Born in 1960? Pay attention. – Victims of the Virus – HumbleDollar

Richard Connor  |  August 19, 2020

SOCIAL SECURITY retirement benefits are one of the most complicated topics in financial planning. As you try to figure out how much you might receive, there are thousands of rules, different types of benefit and numerous scenarios to evaluate.

And then there’s the impact of COVID-19. It turns out that this year’s economic slump, which caused the economy to shrink by a tenth in the second quarter, may interact with Social Security’s methodology to hurt those who turn age 60 in 2020.

It’s a tad confusing, so bear with me while I explain. Social Security benefits are based on your lifetime earnings. To make sure earnings can be compared across time, your actual earnings from each year are adjusted, or “indexed,” to account for differences in average wages from one year to the next. This puts each year’s earnings on a comparable footing. Social Security then calculates your “average indexed monthly earnings,” or AIME, based on your 35 years with the highest index-adjusted earnings.

Think of this as your average career earnings. Your AIME is then used to calculate your base benefit amount as of your full Social Security retirement age, which will be either age 66 or 67. This base benefit is also called your primary insurance amount, or PIA. It’s the amount all other benefits are based on, such as spousal and family benefits.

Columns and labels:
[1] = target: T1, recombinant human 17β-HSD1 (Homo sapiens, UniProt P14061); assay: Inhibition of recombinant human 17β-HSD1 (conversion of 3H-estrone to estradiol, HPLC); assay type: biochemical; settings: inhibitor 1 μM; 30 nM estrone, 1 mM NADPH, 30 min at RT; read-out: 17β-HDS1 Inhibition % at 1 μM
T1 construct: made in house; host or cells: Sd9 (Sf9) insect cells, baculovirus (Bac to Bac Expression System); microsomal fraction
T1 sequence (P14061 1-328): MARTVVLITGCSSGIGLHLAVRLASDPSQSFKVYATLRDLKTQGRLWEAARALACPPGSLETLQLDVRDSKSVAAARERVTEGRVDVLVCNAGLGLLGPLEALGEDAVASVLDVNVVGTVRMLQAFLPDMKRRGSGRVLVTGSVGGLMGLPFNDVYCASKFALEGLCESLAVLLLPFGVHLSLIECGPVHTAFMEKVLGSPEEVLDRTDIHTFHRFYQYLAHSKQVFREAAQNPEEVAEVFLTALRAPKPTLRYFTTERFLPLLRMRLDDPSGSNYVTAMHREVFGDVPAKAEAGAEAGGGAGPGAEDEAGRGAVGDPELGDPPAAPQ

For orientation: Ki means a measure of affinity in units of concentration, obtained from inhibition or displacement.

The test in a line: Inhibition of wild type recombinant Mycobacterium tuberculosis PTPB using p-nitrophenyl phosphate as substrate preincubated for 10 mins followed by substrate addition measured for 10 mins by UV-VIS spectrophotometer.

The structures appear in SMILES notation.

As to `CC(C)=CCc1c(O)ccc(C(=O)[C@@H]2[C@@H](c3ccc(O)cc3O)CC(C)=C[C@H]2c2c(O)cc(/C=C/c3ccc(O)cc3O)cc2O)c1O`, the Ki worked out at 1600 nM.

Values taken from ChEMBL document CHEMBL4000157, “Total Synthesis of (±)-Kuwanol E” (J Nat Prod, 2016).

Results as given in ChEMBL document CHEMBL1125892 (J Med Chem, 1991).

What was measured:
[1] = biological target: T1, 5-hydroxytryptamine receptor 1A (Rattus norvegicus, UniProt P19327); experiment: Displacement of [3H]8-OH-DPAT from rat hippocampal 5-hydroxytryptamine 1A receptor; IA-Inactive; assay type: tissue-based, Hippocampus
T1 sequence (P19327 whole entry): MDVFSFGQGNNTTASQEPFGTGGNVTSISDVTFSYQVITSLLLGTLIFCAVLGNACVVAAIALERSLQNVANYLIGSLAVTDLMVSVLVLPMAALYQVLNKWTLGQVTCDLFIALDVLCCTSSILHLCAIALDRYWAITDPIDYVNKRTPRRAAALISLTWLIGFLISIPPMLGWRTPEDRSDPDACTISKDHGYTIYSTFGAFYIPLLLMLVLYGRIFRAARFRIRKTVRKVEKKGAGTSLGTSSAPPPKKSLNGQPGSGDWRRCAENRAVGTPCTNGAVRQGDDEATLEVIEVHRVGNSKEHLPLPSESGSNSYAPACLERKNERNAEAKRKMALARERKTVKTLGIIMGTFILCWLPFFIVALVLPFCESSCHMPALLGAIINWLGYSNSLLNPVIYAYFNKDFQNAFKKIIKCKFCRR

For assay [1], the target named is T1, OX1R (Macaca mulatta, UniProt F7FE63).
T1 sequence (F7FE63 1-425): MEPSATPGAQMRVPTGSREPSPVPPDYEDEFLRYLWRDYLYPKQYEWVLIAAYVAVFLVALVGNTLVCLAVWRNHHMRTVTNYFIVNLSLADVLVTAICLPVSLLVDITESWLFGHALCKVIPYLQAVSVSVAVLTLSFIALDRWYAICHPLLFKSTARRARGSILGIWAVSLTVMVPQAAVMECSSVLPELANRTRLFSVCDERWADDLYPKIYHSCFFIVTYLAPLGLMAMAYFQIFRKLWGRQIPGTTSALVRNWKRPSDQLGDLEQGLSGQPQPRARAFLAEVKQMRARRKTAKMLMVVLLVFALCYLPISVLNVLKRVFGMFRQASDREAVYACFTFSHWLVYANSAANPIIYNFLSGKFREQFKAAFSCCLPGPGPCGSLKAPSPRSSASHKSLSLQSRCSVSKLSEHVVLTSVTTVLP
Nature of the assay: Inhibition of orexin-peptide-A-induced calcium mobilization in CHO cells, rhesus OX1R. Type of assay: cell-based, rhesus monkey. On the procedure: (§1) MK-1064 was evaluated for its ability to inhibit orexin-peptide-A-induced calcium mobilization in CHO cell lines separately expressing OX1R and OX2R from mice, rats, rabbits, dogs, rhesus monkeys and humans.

With me so far?

This is where things get funky—and it has to do with the methodology that Social Security uses to calculate your all-important AIME, that measure of your average career earnings. Each year, Social Security calculates an Average Wage Index, or AWI, based on economywide earnings for that year. Your lifetime earnings are then indexed to the economy’s earnings as of the year you turn age 60. Any earnings received after age 60 are not indexed, but instead they enter the benefit formula in nominal terms. This creates a huge problem for those who were born in 1960 and hence reach age 60 this year—an issue highlighted in a recent paper by Andrew Biggs and published by the University of Pennsylvania’s Wharton School.

What’s the problem?

Read the rest of the story at the link below

Source: Victims of the Virus – HumbleDollar

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